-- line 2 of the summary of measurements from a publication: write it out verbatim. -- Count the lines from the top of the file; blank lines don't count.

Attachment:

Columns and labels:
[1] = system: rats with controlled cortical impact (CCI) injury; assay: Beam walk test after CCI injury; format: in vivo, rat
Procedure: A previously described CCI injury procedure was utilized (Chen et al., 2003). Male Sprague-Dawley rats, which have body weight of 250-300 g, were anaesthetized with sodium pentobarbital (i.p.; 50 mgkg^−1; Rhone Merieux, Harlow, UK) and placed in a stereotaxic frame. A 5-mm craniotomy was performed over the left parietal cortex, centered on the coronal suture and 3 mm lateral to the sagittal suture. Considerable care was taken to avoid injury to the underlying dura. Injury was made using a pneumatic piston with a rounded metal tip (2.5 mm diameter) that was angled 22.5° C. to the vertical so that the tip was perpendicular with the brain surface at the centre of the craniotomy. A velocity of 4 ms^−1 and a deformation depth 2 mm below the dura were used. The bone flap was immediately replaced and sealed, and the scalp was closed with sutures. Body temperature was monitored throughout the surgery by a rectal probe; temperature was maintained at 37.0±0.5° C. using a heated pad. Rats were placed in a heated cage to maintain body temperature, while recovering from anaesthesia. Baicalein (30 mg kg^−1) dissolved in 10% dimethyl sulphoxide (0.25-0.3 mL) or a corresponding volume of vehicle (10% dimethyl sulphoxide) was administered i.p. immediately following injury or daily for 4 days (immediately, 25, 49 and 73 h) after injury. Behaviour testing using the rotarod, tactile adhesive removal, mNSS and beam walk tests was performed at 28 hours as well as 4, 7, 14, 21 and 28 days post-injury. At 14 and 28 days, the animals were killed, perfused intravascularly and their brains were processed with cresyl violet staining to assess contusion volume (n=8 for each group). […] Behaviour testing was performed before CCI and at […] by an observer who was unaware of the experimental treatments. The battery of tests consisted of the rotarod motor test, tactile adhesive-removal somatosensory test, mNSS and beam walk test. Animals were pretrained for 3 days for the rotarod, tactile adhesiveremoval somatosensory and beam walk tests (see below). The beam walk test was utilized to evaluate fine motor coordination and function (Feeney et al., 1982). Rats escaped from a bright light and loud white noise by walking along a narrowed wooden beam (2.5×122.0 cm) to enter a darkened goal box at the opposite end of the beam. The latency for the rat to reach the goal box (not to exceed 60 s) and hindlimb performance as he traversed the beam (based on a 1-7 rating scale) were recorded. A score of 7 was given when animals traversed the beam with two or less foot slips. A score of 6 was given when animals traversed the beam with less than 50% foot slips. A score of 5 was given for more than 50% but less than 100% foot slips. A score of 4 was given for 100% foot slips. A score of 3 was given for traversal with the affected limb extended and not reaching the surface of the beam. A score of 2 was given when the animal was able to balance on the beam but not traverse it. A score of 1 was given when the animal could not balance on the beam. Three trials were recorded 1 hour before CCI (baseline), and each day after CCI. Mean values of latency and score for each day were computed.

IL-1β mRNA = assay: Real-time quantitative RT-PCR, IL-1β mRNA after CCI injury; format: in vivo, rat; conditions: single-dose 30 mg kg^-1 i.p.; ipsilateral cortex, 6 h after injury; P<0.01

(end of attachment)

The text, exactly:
[1] = system: rats with controlled cortical impact (CCI) injury; assay: Beam walk test after CCI injury; format: in vivo, rat